Paul Anderson, review of The Socialist Debate by Bogdan Denitch (Pluto, £19.95), Tribune, 20 April 1990

In the first chapter of The Socialist Debate, Bogdan Denitch describes the milieu, on the radical fringes of the Trotskysant New York intelligentsia, in which, as a young Yugoslav immigrant to the United States, he was politically active in the forties: “In the eternal almost talmudic debates between leftist grouplets we were for the sailors at Kronstadt, and the anarcho-syndicalists and POUMists in Barcelona in 1937, and the Left Opposition in Russia in the late twenties and thirties. We opposed the dropping of the nuclear bombs on Hiroshima and Nagasaki. We opposed the forcible extension of Soviet power throughout Eastern Europe and the imperialist agreements of Yalta and Tehran which legalised the new division of the world. Our journal of choice was Dwight McDonald’s wonderful Politics, and I was heartbroken when he stopped publishing in 1949 with a gut-wrenching issue entitled ‘Dilemma’.”
The dilemma was whether it was possible to maintain a politics of opposition to both superpowers at a time when there seemed to be no base for any such thing and the west appeared a lesser evil. McDonald thought that it was time to give up; Denitch was one of the small group of leftists who decided to stick to their “Third Camp” guns. Forty years on, he is still playing the same tune, albeit with a lot less revolutionary rhetoric.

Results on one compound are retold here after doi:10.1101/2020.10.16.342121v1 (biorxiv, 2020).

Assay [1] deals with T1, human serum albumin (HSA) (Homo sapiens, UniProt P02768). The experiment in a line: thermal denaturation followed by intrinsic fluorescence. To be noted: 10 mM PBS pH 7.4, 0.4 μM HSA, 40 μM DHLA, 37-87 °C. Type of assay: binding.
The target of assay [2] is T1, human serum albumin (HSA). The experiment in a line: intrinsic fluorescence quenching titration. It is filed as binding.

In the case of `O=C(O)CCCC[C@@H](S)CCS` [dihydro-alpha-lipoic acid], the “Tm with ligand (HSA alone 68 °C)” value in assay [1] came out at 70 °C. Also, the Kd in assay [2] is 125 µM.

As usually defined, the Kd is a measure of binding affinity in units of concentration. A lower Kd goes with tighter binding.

The Socialist Debate is a strange hybrid of a book. It seems to have been conceived as a “why you should be a socialist” tract, but fortunately Denitch is incapable of resisting the temptation to engage in polemic of great sophistication. His current political position is characterisable as workerist left social democracy. “Today it might be ironically appropriate to raise the slogan: forward to classical reformism,” he writes after an enthusiastic passage on Sweden’s advanced wel­fare state.
This is a rather unfashionable stance, but he defends it with a verve unmatched on the traditional British democratic left. Like many of his generation, he shares the Leninist distrust of self-managed, non-party politics, and some of his best passages are withering assaults on the woolly politics of the “new social movements”. He is also extremely provocative on “fundamentalist” greens, whom he savages for arcadian anti-rationalism; and he attacks with relish the ideas of well-off critics of consumerism and full employment.
Although Denitch marshals some good arguments, in the end his old leftism, with its tendency to reduce all politics to class politics, fails to convince. Never­theless, this is a worthy effort – and its bibliography and footnotes are an excellent guide to the best left writing of the past 40 years.
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